Today, appending A, M and G to a Mercedes-Benz is a badge of honor of sorts. The emblem speaks of a higher performance that sets it above the rest of the Mercedes line up.
That special badge for factory-tuned Mercs, however, is celebrating a special anniversary: this month, Mercedes-AMG marks 25 years since the first successful collaboration that resulted in the C 36 AMG in 1993.
Contrary to popular belief, the AMG badge wasn't actually initially exclusive to Mercedes-Benz. The brand started out as a tuning house founded by Hans Verner Aufrecht and Erhard Melcher in 1967. That's what the letters stand for: A and M for Aufrecht and Melcher, and the G for the town of Grossaspach where they lived.
After years of successfully working together on the German touring car series known as DTM, Mercedes and AMG came out with the C 36 AMG at the 1993 Frankfurt auto show. The 280 horsepower C 36 AMG based on the W202 kickstarted the AMG revolution for Mercedes-Benz, showing the performance potential that can be achieved if specialists worked on the engine, the chassis, and the suspension.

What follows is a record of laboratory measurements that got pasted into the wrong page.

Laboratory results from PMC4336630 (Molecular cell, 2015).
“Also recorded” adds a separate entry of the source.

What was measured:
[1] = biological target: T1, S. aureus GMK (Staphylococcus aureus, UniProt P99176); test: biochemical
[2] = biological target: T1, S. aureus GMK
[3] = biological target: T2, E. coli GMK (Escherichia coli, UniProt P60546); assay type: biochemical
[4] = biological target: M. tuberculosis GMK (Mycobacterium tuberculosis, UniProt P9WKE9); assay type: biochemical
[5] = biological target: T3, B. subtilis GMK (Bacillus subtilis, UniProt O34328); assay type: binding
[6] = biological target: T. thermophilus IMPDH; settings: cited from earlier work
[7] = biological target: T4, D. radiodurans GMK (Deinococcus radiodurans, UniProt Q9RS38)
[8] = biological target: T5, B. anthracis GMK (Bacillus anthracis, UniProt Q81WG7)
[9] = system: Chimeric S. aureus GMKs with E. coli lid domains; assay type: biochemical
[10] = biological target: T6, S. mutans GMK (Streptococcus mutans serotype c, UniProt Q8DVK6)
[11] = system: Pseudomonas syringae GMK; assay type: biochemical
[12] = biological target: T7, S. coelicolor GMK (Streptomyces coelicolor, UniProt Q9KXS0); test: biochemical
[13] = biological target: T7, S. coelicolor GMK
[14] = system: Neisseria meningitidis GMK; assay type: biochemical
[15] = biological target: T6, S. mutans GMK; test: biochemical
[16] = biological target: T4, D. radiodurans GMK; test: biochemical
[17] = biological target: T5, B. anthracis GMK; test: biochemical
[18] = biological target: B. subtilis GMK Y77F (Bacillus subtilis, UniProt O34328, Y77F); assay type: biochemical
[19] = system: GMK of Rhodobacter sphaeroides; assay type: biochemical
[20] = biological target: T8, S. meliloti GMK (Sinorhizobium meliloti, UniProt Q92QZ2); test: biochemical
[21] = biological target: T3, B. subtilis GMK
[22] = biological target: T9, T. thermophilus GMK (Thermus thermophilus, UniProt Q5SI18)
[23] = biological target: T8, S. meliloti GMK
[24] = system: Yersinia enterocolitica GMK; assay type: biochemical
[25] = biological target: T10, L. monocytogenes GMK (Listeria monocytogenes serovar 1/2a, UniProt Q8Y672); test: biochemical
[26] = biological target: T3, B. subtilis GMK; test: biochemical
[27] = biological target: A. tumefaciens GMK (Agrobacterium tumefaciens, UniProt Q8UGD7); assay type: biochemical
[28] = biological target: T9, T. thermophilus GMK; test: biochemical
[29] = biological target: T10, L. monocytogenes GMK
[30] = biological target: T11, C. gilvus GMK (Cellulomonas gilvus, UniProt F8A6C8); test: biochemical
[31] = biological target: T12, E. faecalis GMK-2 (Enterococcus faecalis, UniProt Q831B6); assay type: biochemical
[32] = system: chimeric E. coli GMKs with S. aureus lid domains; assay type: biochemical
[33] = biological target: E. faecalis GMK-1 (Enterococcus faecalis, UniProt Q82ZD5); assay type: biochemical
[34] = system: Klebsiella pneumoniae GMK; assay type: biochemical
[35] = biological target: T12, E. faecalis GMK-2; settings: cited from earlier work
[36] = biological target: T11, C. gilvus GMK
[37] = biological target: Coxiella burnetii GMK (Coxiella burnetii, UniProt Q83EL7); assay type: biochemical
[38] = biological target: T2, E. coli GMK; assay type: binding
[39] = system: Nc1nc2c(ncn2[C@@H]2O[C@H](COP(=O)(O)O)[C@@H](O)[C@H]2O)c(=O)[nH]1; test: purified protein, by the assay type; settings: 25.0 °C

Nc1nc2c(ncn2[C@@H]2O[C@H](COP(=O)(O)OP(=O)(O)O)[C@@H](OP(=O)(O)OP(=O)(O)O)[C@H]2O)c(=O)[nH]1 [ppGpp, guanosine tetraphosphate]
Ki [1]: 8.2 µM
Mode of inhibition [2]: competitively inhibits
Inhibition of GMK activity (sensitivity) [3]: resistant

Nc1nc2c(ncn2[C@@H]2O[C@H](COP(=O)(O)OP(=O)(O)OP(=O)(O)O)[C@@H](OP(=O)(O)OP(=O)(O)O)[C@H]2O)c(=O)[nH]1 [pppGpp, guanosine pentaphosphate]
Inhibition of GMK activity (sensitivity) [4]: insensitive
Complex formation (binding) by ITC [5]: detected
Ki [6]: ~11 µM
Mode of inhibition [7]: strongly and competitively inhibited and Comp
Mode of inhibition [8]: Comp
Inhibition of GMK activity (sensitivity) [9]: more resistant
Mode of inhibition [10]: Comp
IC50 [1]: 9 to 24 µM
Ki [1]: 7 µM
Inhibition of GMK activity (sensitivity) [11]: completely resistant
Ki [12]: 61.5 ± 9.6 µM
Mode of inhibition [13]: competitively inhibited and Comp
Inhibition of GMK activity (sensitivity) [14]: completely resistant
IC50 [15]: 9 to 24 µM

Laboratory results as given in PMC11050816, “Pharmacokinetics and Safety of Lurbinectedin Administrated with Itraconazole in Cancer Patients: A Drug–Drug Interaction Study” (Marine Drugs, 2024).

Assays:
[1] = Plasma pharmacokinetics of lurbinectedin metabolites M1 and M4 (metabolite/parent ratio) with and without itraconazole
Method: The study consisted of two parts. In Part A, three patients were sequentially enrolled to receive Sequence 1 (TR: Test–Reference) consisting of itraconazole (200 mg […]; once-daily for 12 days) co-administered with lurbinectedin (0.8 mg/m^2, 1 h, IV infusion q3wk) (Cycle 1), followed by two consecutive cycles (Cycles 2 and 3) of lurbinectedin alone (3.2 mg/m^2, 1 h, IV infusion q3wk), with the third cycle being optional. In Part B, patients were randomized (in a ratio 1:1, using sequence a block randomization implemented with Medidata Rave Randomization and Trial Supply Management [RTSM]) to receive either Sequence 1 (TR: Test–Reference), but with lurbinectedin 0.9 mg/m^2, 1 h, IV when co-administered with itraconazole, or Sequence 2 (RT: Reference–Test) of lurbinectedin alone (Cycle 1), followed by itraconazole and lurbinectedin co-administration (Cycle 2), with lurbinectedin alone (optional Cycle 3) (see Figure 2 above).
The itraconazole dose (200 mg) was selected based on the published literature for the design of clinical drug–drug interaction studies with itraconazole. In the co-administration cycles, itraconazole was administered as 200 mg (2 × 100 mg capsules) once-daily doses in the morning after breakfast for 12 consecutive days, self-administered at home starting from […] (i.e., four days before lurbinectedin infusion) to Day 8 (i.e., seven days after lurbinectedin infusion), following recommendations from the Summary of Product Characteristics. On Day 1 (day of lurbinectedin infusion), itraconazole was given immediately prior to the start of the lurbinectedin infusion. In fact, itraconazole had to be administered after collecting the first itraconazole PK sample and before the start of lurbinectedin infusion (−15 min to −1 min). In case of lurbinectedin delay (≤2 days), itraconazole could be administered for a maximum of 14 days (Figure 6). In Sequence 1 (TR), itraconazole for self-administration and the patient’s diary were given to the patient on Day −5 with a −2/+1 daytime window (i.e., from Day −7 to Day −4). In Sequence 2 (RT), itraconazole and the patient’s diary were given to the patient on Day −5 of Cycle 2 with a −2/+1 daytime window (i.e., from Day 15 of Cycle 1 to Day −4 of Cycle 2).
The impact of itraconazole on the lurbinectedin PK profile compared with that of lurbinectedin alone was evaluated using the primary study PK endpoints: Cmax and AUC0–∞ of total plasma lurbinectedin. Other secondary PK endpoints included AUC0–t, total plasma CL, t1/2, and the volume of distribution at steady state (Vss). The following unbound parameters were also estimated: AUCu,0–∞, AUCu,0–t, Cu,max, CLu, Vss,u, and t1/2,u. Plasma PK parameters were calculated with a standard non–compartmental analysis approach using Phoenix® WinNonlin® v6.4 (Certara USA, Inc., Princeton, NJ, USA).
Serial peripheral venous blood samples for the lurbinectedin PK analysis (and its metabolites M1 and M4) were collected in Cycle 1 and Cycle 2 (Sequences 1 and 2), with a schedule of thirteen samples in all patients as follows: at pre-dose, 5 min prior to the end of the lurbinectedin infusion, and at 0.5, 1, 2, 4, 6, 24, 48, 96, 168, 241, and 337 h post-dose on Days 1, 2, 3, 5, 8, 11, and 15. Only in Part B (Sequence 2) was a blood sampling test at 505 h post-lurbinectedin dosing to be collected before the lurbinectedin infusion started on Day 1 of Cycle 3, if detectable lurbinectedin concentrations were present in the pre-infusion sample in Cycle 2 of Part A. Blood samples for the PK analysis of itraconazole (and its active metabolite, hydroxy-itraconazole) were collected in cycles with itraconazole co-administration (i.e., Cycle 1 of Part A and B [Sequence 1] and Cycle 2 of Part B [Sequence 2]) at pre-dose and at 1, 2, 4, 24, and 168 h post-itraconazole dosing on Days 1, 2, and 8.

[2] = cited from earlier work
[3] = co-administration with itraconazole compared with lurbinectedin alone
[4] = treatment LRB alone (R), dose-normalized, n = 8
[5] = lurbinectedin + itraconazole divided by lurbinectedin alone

That same year, Mercedes and AMG rolled out the AMG versions of the W124 E-Class saloon and the R 129 SL-Class. The E 60 AMG and SL 60 AMG were both powered by a 6.0 liter V8 and developed 381 horsepower.
Since 2005, AMG has been a wholly-owned subsidiary of Daimler and continues development of high performance variations of their models, all of which are now known as Mercedes-AMG.